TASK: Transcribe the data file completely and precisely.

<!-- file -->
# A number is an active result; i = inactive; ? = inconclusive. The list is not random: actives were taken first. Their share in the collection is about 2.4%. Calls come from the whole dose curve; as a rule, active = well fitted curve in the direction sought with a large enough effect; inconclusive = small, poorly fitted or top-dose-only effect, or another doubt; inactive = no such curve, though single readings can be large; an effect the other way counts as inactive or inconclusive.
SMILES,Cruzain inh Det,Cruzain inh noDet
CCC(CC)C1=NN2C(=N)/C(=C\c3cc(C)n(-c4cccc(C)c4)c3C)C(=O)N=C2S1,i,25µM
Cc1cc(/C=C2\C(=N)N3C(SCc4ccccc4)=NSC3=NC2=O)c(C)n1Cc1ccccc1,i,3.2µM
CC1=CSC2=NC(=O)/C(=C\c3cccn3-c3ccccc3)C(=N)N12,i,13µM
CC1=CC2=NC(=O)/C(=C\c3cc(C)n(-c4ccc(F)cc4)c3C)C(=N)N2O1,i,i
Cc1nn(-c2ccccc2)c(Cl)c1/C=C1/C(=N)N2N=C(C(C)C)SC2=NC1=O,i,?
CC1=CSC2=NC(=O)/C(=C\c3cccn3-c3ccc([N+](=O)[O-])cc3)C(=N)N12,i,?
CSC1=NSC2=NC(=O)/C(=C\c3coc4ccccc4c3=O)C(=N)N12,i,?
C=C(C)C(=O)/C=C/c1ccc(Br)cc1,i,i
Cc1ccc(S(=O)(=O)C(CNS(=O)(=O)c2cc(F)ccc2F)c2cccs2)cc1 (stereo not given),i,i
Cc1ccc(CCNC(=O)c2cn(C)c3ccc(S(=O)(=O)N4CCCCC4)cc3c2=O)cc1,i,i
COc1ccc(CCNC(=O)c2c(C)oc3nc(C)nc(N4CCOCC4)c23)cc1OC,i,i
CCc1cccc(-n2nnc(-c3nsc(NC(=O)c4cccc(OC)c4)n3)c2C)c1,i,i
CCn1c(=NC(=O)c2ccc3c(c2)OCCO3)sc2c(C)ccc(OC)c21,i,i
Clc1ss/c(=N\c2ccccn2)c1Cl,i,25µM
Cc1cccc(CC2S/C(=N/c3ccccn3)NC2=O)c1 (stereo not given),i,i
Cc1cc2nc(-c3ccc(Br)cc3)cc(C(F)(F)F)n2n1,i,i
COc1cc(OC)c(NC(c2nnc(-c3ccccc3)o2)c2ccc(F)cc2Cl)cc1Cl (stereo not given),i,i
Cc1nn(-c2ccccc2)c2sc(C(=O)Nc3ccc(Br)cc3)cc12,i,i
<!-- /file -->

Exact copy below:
# A number is an active result; i = inactive; ? = inconclusive. The list is not random: actives were taken first. Their share in the collection is about 2.4%. Calls come from the whole dose curve; as a rule, active = well fitted curve in the direction sought with a large enough effect; inconclusive = small, poorly fitted or top-dose-only effect, or another doubt; inactive = no such curve, though single readings can be large; an effect the other way counts as inactive or inconclusive.
SMILES,Cruzain inh Det,Cruzain inh noDet
CCC(CC)C1=NN2C(=N)/C(=C\c3cc(C)n(-c4cccc(C)c4)c3C)C(=O)N=C2S1,i,25µM
Cc1cc(/C=C2\C(=N)N3C(SCc4ccccc4)=NSC3=NC2=O)c(C)n1Cc1ccccc1,i,3.2µM
CC1=CSC2=NC(=O)/C(=C\c3cccn3-c3ccccc3)C(=N)N12,i,13µM
CC1=CC2=NC(=O)/C(=C\c3cc(C)n(-c4ccc(F)cc4)c3C)C(=N)N2O1,i,i
Cc1nn(-c2ccccc2)c(Cl)c1/C=C1/C(=N)N2N=C(C(C)C)SC2=NC1=O,i,?
CC1=CSC2=NC(=O)/C(=C\c3cccn3-c3ccc([N+](=O)[O-])cc3)C(=N)N12,i,?
CSC1=NSC2=NC(=O)/C(=C\c3coc4ccccc4c3=O)C(=N)N12,i,?
C=C(C)C(=O)/C=C/c1ccc(Br)cc1,i,i
Cc1ccc(S(=O)(=O)C(CNS(=O)(=O)c2cc(F)ccc2F)c2cccs2)cc1 (stereo not given),i,i
Cc1ccc(CCNC(=O)c2cn(C)c3ccc(S(=O)(=O)N4CCCCC4)cc3c2=O)cc1,i,i
COc1ccc(CCNC(=O)c2c(C)oc3nc(C)nc(N4CCOCC4)c23)cc1OC,i,i
CCc1cccc(-n2nnc(-c3nsc(NC(=O)c4cccc(OC)c4)n3)c2C)c1,i,i
CCn1c(=NC(=O)c2ccc3c(c2)OCCO3)sc2c(C)ccc(OC)c21,i,i
Clc1ss/c(=N\c2ccccn2)c1Cl,i,25µM
Cc1cccc(CC2S/C(=N/c3ccccn3)NC2=O)c1 (stereo not given),i,i
Cc1cc2nc(-c3ccc(Br)cc3)cc(C(F)(F)F)n2n1,i,i
COc1cc(OC)c(NC(c2nnc(-c3ccccc3)o2)c2ccc(F)cc2Cl)cc1Cl (stereo not given),i,i
Cc1nn(-c2ccccc2)c2sc(C(=O)Nc3ccc(Br)cc3)cc12,i,i